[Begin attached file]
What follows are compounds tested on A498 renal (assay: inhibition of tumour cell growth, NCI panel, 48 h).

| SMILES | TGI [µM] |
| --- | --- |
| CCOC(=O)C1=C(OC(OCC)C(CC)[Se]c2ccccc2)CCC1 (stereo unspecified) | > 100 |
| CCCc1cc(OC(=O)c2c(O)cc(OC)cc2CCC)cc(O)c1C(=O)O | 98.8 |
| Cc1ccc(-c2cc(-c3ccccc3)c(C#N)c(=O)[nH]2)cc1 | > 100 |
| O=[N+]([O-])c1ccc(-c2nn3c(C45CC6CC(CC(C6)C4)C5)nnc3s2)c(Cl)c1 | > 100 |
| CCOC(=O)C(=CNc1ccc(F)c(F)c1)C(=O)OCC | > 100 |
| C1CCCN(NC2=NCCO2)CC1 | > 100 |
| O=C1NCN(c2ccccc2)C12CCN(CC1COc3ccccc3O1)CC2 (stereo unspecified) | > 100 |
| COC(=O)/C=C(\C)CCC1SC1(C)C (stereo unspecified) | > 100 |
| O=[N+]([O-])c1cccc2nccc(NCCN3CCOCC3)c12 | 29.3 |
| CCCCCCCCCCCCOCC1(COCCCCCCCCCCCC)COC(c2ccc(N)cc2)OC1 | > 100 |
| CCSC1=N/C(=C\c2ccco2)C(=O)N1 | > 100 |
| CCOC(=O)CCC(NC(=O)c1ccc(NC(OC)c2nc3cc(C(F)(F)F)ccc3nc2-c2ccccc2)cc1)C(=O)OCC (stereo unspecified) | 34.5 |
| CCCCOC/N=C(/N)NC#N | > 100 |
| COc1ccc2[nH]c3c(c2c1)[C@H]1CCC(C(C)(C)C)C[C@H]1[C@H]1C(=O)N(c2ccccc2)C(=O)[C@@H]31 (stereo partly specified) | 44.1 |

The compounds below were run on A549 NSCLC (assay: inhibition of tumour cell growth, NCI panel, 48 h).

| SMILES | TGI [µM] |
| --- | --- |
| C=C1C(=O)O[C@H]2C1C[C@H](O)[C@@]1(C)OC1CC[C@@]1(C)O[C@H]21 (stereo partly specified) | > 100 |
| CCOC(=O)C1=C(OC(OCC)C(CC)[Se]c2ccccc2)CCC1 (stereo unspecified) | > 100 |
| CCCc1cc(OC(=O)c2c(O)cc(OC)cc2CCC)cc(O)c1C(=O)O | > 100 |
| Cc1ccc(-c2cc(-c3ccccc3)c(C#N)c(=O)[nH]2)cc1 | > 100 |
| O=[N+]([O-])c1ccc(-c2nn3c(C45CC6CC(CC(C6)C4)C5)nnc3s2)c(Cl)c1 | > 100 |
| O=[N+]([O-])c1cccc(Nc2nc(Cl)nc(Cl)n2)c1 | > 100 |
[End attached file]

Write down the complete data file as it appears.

What follows are compounds tested on A498 renal (assay: inhibition of tumour cell growth, NCI panel, 48 h).

| SMILES | TGI [µM] |
| --- | --- |
| CCOC(=O)C1=C(OC(OCC)C(CC)[Se]c2ccccc2)CCC1 (stereo unspecified) | > 100 |
| CCCc1cc(OC(=O)c2c(O)cc(OC)cc2CCC)cc(O)c1C(=O)O | 98.8 |
| Cc1ccc(-c2cc(-c3ccccc3)c(C#N)c(=O)[nH]2)cc1 | > 100 |
| O=[N+]([O-])c1ccc(-c2nn3c(C45CC6CC(CC(C6)C4)C5)nnc3s2)c(Cl)c1 | > 100 |
| CCOC(=O)C(=CNc1ccc(F)c(F)c1)C(=O)OCC | > 100 |
| C1CCCN(NC2=NCCO2)CC1 | > 100 |
| O=C1NCN(c2ccccc2)C12CCN(CC1COc3ccccc3O1)CC2 (stereo unspecified) | > 100 |
| COC(=O)/C=C(\C)CCC1SC1(C)C (stereo unspecified) | > 100 |
| O=[N+]([O-])c1cccc2nccc(NCCN3CCOCC3)c12 | 29.3 |
| CCCCCCCCCCCCOCC1(COCCCCCCCCCCCC)COC(c2ccc(N)cc2)OC1 | > 100 |
| CCSC1=N/C(=C\c2ccco2)C(=O)N1 | > 100 |
| CCOC(=O)CCC(NC(=O)c1ccc(NC(OC)c2nc3cc(C(F)(F)F)ccc3nc2-c2ccccc2)cc1)C(=O)OCC (stereo unspecified) | 34.5 |
| CCCCOC/N=C(/N)NC#N | > 100 |
| COc1ccc2[nH]c3c(c2c1)[C@H]1CCC(C(C)(C)C)C[C@H]1[C@H]1C(=O)N(c2ccccc2)C(=O)[C@@H]31 (stereo partly specified) | 44.1 |

The compounds below were run on A549 NSCLC (assay: inhibition of tumour cell growth, NCI panel, 48 h).

| SMILES | TGI [µM] |
| --- | --- |
| C=C1C(=O)O[C@H]2C1C[C@H](O)[C@@]1(C)OC1CC[C@@]1(C)O[C@H]21 (stereo partly specified) | > 100 |
| CCOC(=O)C1=C(OC(OCC)C(CC)[Se]c2ccccc2)CCC1 (stereo unspecified) | > 100 |
| CCCc1cc(OC(=O)c2c(O)cc(OC)cc2CCC)cc(O)c1C(=O)O | > 100 |
| Cc1ccc(-c2cc(-c3ccccc3)c(C#N)c(=O)[nH]2)cc1 | > 100 |
| O=[N+]([O-])c1ccc(-c2nn3c(C45CC6CC(CC(C6)C4)C5)nnc3s2)c(Cl)c1 | > 100 |
| O=[N+]([O-])c1cccc(Nc2nc(Cl)nc(Cl)n2)c1 | > 100 |